Signs of Laborby Teresa Shaw | March 10, 2008
In the movies, pregnant women know they are going into labor because their water suddenly breaks, and usually at the most inopportune time. In real life, however, things are not always so simple and straightforward.
The beginning stages of labor can bring about myriad symptoms, including the following.
One of the first signs of labor can be lightening, or when the baby moves down further into your pelvis. This brings relief for some women, as the baby's body is not pushing up into your lungs. However, increased pressure on your bladder may have you feeling uncomfortable and rushing to the bathroom more frequently.
While pregnant, a thick plug of mucus blocks the cervical opening to keep bacteria from entering the uterus. At the end of pregnancy, when your cervix begins to thin (efface) and open (dilate), this plug may be discharged. You may notice stringy brown mucus-like discharge or a thick discharge, sometimes tinged with blood, especially when going to the bathroom. Keep in mind, however, that sometimes the loss of the mucus plug is gradual and not all women notice when they lose it.
The nesting instinct is typically when a pregnant woman wakes up with a burst of energy and feels the need to set up the crib and put the final touches on the nursery, arrange and rearrange the baby's clothes, and scrub every surface of the house.
No one is sure why you might nest; it may be a primal instinct that goes back to a time when physical preparation was necessary for a safer childbirth. What's more, not all women experience the nesting instinct, and some experience it several months before labor. The strongest urge to nest is right before delivery. If you feel the need to nest, do so, but don't wear yourself out. There is much harder work ahead.
Around the last two months of pregnancy, you may begin to experience contractions. Painless contractions—a sensation that your uterus is tightening and relaxing is are called Braxton Hicks contractions. These contractions are your body's way of warming up for true labor. As your due date nears, these Braxton Hicks contractions might begin to transition into more painful labor contractions.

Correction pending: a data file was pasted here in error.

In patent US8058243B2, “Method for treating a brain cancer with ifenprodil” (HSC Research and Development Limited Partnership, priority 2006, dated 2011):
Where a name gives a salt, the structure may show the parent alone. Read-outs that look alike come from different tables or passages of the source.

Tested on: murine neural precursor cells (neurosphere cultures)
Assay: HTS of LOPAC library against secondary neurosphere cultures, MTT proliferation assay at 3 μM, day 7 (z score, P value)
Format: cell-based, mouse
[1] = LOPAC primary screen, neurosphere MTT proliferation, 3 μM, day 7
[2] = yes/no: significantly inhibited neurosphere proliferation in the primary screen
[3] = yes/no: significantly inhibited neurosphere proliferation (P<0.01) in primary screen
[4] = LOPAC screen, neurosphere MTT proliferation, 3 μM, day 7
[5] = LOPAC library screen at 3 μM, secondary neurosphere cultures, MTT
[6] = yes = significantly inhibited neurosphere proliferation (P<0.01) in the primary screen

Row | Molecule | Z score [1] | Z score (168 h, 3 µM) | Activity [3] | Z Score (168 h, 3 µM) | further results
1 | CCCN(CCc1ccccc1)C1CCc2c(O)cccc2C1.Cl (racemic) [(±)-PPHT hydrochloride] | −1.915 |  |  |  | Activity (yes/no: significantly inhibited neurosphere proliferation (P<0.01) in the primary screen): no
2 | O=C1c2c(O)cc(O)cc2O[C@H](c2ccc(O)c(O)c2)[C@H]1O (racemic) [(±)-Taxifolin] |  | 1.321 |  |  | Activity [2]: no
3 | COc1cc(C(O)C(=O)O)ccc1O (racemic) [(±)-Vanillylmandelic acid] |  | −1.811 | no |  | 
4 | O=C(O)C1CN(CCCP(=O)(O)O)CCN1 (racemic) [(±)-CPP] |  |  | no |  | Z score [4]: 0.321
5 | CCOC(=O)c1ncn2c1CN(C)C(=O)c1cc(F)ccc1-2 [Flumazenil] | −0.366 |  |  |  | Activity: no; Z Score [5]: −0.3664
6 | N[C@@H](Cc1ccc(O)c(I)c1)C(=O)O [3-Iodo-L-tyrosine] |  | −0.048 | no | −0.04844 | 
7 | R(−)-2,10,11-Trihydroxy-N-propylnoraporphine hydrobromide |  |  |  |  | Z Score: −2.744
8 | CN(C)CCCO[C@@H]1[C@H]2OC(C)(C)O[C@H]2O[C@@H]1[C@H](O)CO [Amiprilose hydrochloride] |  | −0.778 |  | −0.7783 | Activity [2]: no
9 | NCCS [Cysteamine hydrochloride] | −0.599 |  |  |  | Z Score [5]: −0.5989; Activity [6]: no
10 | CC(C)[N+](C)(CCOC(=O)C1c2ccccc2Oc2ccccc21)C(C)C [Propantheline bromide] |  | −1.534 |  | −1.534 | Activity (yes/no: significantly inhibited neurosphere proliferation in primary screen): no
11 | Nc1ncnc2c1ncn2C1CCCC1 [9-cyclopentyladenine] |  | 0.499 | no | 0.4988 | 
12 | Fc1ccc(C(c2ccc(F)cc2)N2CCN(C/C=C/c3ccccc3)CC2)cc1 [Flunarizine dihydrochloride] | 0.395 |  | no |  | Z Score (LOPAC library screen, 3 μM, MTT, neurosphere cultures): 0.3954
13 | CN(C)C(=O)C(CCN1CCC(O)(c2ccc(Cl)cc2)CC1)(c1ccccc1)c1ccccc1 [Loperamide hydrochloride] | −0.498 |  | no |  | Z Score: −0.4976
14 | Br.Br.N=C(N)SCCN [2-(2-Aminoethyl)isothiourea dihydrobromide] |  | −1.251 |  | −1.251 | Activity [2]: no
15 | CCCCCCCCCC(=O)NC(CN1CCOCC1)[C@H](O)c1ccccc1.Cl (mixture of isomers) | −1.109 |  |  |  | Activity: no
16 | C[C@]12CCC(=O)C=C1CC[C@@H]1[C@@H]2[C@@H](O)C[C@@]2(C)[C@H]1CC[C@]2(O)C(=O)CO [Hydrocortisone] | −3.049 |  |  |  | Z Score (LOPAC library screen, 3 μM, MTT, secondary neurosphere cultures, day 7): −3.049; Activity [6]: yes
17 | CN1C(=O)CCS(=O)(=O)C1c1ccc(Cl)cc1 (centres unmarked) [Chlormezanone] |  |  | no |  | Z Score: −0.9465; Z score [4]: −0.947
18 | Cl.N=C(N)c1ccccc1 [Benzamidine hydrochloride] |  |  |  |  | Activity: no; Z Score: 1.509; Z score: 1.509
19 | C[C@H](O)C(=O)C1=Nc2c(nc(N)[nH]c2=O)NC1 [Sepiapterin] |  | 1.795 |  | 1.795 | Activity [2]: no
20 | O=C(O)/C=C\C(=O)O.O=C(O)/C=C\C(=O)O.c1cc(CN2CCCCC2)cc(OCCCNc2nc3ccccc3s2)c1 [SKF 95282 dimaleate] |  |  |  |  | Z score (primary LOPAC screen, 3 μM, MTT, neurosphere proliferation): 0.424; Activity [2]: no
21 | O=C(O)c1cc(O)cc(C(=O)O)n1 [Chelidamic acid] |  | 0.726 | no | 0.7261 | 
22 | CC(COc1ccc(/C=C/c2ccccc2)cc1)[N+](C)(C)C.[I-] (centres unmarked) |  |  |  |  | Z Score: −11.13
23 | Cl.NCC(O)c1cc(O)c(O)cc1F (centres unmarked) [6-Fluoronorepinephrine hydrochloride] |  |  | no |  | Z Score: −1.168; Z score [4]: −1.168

Contractions feel different to everyone who experiences them, but are generally felt high in the abdomen, with the pain radiating throughout the abs and lower back.
If you feel like your contractions might be "real" contractions, time them—from the beginning of one to the beginning of the next. If it lasts for at least a minute, and they have been occurring every five minutes for the last hour or so, you are most likely in labor. Contact your health care provider immediately or head to the hospital.
Nausea and Diarrhea
Hormonal changes in early labor can bring about nausea and diarrhea. Try to rest and relax as much as you can, and drink clear liquids to stay hydrated.Water Breaking
The amniotic sac cushions your baby while in the womb. For some women, it begins to leak prior to the start of labor. You may feel a trickling sensation or a "pop," followed by a sudden burst of clear, odorless fluid. If your water breaks and the fluid is colored or foul smelling, be sure to note this and tell your doctor, as it may be a sign of infection or meconium in the fluid.
If your membranes have ruptured (more commonly known as water breaking), or you even think you might be leaking amniotic fluid, contact your health care provider immediately for an evaluation. The longer the membranes are ruptured, the greater the risk of developing an infection. Do not do anything that may introduce bacteria into the vagina, such as sexual intercourse.
Waiting for labor to begin can be a frustrating and difficult time; try to rest and relax as much as possible before the real work begins!Teresa Shaw is a professional editor and freelance writer with a degree in English and journalism. She writes about motherhood, travel, and cooking, among other topics, for a variety of print and online markets. She enjoys spending time with her husband, daughter, two cats, and dog.
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